Former Boeing executive Mira Ricardel was a leader of Trump's Pentagon transition team. Benjamin Cassidy, installed by Trump as Assistant Secretary for Legislative Affairs, previously worked as a senior executive at Boeing's international business sector, marketing its military products abroad. Former Boeing CEO and Chairman Jim McNerney netted a spot on Trump's Strategic and Policy Forum in December 2016, an advisory body to the president comprised of corporate executives. Boeing Vice-President Patrick Shanahan, who formerly led the company's missile defense subsidiary, was made U.S. Defense Secretary -- the second highest position in the Pentagon replacing General James Mattis. The White House announced on May 9 that Trump intended to nominate Shanahan as Secretary of Defense. In late March, news sources reported that Shanahan was under investigation by the Pentagon's Office of the  Inspector General because of allegations he improperly advocated on behalf of his former employer, Boeing. That decision was reversed on June 18 when Shanahan withdrew.

Boeing consistently receives U.S. state funds. The website Subsidy Tracker says it is the number one recipient from all levels of government -- $14.4 billion in various pay-the-rich schemes since the 1990s. According to the Institute on Taxation and Economic Policy (ITEP), for the decade 2007-2017 Boeing paid only $4.5 billion on $51 billion in profits, for a ten-year tax rate of 8.8 per cent. The federal U.S. Export-Import Bank, a federal agency that provides insurance and financing to aid international transactions, is often referred to as "the Bank of Boeing;" in 2014, $7.4 billion in long-term guarantees -- 68 per cent of the total made by the Export-Import Bank -- went to Boeing.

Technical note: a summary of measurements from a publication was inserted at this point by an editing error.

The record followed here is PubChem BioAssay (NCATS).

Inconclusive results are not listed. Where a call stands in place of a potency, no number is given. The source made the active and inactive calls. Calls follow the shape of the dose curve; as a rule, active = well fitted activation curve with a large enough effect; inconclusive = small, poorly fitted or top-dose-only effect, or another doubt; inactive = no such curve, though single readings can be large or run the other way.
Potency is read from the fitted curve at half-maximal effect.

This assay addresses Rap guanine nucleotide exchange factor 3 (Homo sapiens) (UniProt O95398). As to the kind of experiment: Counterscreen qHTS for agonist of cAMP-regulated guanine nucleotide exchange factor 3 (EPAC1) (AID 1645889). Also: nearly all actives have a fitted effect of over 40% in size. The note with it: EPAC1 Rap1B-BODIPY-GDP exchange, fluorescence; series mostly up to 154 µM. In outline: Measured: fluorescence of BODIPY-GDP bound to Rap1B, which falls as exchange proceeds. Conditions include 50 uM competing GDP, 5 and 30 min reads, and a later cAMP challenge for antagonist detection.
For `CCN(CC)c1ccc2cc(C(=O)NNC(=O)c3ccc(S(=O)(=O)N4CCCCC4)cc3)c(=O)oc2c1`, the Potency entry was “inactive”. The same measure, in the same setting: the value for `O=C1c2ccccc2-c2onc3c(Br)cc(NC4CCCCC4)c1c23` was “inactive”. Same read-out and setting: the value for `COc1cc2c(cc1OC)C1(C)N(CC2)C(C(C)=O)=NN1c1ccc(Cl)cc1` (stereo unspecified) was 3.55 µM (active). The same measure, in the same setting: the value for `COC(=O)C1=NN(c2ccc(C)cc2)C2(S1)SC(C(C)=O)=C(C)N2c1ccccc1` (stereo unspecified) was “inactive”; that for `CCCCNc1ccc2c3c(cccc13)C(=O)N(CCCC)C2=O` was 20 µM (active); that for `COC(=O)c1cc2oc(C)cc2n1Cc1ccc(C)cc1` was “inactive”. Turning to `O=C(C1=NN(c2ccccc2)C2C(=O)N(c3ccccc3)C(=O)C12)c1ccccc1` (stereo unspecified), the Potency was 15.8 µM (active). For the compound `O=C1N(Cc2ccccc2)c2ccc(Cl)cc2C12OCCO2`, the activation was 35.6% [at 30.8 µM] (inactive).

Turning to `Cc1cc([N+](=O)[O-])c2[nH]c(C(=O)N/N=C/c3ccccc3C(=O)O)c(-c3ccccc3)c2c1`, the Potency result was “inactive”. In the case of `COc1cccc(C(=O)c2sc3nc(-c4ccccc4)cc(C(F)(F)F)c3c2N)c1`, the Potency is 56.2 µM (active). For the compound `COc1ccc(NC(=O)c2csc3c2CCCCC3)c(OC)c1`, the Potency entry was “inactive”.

Atlantic Canada Opportunities Agency

The Atlantic Canada Opportunities Agency (ACOA) is the federal agency responsible for investment in the Atlantic provinces for "economic growth."

In 2009, then Foreign Minister Peter MacKay was designated Minister for the Atlantic Canada Opportunities Agency, which committed to fund the HISF. The ACOA Minister has traditionally been an MP from the region in the governing party. The agency is traditionally known as a "patronage cow" for the party in power, providing grants that in reality are pay-the-rich schemes.[7]

In 2017 ACOA contributed $250,000 to the HISF. Its justification was that it was proof that Halifax is a major "world class city" "between North America and Europe" worthy of foreign investment, fit to compete for military contracts. In 2009 and 2010 the German Marshall Fund had been the organizer; in 2011 it withdrew with the reinvention of the Halifax International Security Forum "as a not-for-profit entity organized exclusively for charitable and education purposes." In 2014 some internal records of ACOA were released under Access to Information requests, which shed some light on the arrangements. An internal July 27, 2011 memorandum to then ACOA Minister Bernard Valcourt requested authorization for the expenditure of $7.47 million over three years, later granted. It gave the following rationale for this expenditure:

"The Halifax Forum provides national and international media exposure for Halifax and Atlantic Canada. The Forum supports the Government of Canada's priorities, including the Global Commerce strategy and enhances Canada's place in the world. It also positions Canada as a key player in international defence and security issues and positions Halifax and Nova Scotia as the crossroads between Europe and North America. In addition, the forum provides economic benefits in the form of travel, hotel and dining expenditures made by participants, as well as spin-off benefits for local merchants and tourism operators.

"Moving forward, the Agency and its partners are working to identify key initiatives to enhance economic activity in the Atlantic region. The Halifax Forum is an integral part of the Agency's efforts to enhance the region's profile and will advocate for specific sectors such as aerospace, defence and security, information and communications technology, and energy. A partnership network will result in sustainability for the Halifax Forum at the conclusion of the 2013 event."